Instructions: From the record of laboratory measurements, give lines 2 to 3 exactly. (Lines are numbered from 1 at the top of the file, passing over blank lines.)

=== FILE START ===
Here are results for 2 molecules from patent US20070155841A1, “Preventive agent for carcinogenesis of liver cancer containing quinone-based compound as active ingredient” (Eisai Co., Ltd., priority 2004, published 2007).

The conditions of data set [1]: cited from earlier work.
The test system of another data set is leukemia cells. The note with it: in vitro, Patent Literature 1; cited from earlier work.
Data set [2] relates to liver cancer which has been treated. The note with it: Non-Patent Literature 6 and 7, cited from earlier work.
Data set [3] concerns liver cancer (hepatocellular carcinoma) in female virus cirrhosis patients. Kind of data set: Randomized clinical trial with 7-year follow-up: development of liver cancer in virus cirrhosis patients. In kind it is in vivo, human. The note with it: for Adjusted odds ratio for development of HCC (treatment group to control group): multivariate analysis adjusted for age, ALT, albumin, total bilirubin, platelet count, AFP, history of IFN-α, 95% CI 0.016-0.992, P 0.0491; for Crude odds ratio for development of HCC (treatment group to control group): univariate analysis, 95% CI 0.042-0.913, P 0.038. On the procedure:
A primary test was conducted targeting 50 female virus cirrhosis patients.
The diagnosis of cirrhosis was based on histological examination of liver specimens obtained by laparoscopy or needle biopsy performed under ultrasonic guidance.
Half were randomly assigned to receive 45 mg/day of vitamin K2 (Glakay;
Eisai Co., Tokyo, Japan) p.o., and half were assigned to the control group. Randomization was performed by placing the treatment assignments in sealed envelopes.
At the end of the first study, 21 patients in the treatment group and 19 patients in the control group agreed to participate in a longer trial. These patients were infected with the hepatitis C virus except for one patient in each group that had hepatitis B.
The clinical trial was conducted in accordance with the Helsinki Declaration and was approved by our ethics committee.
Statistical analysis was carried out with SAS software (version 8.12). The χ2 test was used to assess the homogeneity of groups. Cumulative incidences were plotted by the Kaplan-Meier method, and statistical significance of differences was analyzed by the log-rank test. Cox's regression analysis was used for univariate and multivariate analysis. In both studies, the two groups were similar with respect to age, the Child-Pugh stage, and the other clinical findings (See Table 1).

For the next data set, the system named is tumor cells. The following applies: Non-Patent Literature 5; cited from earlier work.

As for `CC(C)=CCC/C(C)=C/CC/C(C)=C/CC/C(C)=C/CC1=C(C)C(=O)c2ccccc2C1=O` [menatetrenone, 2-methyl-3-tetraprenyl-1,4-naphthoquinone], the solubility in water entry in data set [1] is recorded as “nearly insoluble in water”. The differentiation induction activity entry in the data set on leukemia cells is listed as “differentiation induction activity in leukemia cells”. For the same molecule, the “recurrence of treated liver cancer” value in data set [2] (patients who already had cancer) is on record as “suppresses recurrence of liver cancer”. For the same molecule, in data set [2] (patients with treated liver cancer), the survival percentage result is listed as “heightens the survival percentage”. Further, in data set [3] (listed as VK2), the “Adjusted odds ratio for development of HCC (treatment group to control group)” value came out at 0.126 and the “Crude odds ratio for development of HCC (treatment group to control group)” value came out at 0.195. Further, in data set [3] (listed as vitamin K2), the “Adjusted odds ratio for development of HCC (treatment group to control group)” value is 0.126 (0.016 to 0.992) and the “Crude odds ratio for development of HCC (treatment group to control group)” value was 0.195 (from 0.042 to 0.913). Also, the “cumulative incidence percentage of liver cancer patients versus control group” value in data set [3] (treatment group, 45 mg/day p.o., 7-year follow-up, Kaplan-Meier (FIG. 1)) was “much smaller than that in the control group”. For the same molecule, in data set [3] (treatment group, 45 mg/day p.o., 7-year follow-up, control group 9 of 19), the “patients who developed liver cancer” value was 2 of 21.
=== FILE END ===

The conditions of data set [1]: cited from earlier work.
The test system of another data set is leukemia cells. The note with it: in vitro, Patent Literature 1; cited from earlier work.